Journal of Insect Behavior

, Volume 21, Issue 1, pp 34–45 | Cite as

Postemergence Experience Affects Sex Ratio Allocation in a Gregarious Insect Parasitoid

  • Amanda J. Lentz
  • Karen M. Kester


We tested the hypotheses that postemergence experience with plants (“early adult learning”) modifies sex ratio and clutch size allocations of Cotesia congregata (Say) (Hymenoptera: Braconidae), a gregarious larval endoparasitoid of Manduca sexta L. (Lepidoptera: Sphingidae). Emerging wasps were exposed for 2–3 h to (a) one of two host plants (tomato or tobacco) or no plant, and (b) one of two novel plants (arugula or parsley) or no plant. Each female was permitted a single oviposition in a host offered with one of the two plant species 24 h later. Hosts were reared on laboratory diet before and after parasitization. Wasps exposed to either host plant allocated proportionately more females to hosts offered with the plant species experienced at emergence than wasps with the alternate species, but clutch sizes did not differ. Irrespective of plant species, wasps exposed to novel plants allocated proportionately more females to hosts than wasps without plant experience, and larger clutches to hosts offered with parsley than with arugula. Differential responses to host and novel plants suggest inherent recognition of host foodplants by C. congregata. Results demonstrate a direct effect of learning on reproductive potential.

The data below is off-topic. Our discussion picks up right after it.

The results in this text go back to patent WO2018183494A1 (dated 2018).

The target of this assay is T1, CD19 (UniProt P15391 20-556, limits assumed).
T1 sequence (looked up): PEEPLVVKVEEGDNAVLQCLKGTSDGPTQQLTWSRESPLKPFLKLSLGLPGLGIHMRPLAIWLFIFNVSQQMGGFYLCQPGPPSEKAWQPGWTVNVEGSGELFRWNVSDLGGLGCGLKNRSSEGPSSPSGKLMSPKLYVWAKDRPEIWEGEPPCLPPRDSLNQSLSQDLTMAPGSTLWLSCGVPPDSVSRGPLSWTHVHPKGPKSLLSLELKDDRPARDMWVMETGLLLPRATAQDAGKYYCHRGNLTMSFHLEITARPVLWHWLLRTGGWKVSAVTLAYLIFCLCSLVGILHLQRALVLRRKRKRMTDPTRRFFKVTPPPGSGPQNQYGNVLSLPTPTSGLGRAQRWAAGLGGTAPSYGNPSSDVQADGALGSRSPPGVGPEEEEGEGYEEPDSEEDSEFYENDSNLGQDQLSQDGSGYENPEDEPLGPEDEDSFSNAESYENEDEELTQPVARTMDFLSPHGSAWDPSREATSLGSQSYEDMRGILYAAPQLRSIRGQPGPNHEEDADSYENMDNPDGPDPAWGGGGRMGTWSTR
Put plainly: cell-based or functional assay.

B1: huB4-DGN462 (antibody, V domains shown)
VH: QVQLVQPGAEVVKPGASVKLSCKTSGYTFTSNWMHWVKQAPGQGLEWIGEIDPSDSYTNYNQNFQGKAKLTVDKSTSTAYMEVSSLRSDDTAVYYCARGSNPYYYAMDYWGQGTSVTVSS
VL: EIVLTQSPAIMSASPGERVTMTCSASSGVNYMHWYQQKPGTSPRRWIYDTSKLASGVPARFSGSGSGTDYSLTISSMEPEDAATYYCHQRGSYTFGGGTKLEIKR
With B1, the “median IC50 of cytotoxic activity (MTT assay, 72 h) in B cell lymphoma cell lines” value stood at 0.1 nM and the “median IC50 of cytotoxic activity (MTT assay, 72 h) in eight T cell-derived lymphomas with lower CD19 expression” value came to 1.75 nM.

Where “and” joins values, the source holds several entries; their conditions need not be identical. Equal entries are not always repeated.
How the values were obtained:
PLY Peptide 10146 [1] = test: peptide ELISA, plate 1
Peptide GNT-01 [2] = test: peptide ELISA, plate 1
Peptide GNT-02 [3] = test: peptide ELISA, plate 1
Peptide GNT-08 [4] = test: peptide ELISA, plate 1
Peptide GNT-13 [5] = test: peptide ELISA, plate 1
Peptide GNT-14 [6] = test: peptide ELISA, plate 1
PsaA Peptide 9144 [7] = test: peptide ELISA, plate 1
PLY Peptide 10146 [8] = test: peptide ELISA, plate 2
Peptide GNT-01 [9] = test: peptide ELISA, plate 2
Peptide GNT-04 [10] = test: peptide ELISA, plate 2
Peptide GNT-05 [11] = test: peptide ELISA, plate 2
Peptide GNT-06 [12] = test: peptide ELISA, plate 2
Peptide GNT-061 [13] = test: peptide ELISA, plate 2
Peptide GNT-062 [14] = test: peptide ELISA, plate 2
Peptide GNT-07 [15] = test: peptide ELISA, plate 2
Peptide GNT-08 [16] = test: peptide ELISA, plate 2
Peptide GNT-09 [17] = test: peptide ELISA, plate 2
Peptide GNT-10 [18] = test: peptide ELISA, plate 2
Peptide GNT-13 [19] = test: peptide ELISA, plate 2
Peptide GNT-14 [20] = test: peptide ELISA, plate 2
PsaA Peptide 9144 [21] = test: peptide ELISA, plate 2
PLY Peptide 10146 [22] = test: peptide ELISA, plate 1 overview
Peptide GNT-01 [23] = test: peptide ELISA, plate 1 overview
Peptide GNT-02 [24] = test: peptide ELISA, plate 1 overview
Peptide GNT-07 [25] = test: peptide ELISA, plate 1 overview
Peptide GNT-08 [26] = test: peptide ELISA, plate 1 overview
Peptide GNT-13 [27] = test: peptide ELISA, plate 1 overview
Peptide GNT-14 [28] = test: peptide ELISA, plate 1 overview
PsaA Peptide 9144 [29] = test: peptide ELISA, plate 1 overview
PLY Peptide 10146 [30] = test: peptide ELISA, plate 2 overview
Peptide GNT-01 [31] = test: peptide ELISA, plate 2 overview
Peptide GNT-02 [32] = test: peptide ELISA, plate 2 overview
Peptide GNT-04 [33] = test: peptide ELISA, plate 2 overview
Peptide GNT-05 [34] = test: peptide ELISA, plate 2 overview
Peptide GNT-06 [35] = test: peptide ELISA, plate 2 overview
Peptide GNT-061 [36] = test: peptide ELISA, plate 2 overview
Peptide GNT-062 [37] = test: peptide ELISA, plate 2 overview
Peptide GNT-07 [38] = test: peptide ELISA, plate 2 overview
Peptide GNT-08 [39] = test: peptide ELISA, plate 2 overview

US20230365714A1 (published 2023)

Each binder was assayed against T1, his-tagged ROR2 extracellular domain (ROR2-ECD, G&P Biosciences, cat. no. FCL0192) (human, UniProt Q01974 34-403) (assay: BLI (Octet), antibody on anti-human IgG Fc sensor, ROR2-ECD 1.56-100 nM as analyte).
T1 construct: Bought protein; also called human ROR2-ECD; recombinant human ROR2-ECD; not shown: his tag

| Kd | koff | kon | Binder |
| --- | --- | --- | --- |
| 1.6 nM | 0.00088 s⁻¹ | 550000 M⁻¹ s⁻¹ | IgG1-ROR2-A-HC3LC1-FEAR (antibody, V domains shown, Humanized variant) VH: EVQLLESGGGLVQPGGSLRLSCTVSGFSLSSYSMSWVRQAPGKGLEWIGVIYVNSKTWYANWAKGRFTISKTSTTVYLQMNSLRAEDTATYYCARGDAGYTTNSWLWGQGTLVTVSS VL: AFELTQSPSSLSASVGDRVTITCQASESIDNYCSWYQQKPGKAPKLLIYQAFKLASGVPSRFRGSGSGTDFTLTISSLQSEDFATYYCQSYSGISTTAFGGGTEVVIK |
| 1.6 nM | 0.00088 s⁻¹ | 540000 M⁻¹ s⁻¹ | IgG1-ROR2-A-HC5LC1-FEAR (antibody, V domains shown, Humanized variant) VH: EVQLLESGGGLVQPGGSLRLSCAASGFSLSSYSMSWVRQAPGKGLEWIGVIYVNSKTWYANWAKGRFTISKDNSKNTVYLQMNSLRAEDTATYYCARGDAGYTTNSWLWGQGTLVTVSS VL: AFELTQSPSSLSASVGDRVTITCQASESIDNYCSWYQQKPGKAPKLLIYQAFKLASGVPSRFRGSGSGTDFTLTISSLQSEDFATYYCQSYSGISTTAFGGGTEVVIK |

Learning sex ratio theory ovipositional decision-making tritrophic interactions Hymenoptera Braconidae Cotesia congregata (Say) 



We thank S. Wilkinson and L. Gray for assistance with insect rearing, and M. Fine and B. Brown for comments on the manuscript. This work was funded, in part, by NSF Grant #DBI-9796334 to K.M. Kester and H.R. Royaltey.


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Copyright information

© Springer Science+Business Media, LLC 2007

Authors and Affiliations

  1. 1.Department of BiologyVirginia Commonwealth UniversityRichmondUSA

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